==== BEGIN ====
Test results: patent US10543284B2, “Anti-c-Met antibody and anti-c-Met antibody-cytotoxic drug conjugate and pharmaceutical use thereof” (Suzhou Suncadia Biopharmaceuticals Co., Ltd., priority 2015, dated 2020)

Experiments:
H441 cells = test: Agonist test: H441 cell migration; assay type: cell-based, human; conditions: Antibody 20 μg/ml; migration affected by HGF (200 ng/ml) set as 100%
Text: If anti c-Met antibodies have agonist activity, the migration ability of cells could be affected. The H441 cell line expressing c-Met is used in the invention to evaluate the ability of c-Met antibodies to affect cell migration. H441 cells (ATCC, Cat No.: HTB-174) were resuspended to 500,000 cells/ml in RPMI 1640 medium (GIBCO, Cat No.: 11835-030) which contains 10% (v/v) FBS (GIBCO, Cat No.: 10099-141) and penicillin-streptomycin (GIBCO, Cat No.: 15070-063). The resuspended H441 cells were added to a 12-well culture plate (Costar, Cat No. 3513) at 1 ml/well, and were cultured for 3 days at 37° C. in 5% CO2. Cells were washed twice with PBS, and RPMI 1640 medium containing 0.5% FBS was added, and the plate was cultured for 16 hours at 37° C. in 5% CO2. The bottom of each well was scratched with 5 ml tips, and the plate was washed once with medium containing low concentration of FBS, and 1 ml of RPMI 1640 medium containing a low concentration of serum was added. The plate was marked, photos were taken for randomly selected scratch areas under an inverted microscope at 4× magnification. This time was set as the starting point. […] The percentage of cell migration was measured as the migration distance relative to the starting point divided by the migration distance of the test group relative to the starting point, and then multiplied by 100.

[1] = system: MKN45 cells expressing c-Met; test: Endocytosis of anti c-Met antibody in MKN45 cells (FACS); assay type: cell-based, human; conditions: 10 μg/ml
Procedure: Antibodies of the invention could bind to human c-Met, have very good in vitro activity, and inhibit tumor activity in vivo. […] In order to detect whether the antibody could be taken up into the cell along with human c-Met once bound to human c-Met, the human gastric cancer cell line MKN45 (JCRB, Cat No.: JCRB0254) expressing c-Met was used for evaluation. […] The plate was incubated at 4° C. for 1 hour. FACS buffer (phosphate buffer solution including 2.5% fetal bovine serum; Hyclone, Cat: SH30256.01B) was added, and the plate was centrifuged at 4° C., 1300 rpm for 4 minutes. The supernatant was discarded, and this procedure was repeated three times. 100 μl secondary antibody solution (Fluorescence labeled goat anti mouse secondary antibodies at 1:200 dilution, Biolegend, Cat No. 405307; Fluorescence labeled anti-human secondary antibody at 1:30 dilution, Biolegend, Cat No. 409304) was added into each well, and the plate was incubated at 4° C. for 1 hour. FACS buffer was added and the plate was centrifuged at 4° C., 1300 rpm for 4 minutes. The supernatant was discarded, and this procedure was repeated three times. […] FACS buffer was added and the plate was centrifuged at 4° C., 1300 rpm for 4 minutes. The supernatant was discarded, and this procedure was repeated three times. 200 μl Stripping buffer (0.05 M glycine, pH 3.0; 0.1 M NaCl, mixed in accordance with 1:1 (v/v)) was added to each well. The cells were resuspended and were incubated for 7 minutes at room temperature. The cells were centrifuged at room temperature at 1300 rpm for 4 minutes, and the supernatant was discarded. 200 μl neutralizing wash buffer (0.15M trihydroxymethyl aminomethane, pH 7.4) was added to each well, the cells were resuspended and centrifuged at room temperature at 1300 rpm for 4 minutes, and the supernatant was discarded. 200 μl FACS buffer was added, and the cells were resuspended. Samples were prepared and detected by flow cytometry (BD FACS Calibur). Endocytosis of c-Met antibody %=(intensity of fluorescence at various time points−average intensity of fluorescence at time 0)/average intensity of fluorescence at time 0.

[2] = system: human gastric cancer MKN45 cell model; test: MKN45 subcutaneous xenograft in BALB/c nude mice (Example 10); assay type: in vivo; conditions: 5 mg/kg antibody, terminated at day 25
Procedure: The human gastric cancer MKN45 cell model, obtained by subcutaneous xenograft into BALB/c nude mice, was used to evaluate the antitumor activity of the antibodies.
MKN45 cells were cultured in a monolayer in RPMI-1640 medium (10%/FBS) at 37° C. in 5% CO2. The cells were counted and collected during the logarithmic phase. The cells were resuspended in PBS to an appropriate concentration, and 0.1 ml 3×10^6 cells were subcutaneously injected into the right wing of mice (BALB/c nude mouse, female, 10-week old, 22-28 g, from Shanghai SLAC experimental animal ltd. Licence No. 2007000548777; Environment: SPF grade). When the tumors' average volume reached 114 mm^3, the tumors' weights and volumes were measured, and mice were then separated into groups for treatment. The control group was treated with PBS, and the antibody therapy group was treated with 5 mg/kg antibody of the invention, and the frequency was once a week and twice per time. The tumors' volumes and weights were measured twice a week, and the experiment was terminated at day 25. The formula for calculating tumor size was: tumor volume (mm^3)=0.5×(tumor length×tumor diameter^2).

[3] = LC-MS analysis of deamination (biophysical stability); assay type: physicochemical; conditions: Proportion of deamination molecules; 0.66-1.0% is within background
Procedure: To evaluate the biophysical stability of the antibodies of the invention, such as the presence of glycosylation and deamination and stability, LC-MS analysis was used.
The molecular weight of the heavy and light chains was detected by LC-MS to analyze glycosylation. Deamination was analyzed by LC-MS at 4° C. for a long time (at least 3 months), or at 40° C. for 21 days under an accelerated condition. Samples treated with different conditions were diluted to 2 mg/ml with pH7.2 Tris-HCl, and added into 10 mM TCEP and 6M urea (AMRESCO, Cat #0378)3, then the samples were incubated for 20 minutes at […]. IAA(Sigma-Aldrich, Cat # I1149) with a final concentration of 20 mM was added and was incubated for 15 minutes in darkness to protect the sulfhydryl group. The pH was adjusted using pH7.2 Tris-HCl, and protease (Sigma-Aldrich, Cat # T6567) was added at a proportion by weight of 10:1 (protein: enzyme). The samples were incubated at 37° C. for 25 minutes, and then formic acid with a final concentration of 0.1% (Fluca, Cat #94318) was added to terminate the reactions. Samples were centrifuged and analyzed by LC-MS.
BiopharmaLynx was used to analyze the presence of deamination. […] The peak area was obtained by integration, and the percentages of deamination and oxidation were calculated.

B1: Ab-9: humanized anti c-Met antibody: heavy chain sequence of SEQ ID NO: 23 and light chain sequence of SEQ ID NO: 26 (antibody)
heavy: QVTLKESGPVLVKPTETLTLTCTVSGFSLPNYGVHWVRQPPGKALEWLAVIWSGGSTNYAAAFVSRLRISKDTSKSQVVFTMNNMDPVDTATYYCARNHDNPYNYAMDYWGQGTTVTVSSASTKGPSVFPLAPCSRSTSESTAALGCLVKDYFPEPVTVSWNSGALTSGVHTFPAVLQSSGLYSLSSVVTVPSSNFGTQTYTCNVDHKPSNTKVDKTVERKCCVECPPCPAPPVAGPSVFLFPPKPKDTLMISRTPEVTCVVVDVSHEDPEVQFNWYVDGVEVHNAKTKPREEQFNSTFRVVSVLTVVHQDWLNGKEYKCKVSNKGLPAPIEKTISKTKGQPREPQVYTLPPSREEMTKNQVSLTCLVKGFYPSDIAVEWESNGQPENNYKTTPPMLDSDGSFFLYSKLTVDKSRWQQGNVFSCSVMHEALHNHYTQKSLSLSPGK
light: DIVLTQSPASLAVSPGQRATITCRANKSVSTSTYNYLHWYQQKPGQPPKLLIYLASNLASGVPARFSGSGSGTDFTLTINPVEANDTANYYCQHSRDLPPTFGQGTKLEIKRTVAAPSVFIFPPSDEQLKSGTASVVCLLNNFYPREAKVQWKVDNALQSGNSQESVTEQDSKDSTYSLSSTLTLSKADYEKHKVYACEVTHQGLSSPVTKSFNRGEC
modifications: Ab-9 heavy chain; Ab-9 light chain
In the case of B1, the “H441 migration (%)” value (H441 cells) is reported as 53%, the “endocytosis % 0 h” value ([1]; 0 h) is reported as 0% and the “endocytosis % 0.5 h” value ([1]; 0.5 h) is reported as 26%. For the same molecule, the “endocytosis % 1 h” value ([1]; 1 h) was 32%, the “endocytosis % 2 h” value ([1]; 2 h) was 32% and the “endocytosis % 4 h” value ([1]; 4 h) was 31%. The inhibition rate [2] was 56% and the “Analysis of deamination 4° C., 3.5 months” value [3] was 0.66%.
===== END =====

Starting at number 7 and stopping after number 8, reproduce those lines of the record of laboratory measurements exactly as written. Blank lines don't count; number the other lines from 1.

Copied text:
[2] = system: human gastric cancer MKN45 cell model; test: MKN45 subcutaneous xenograft in BALB/c nude mice (Example 10); assay type: in vivo; conditions: 5 mg/kg antibody, terminated at day 25
Procedure: The human gastric cancer MKN45 cell model, obtained by subcutaneous xenograft into BALB/c nude mice, was used to evaluate the antitumor activity of the antibodies.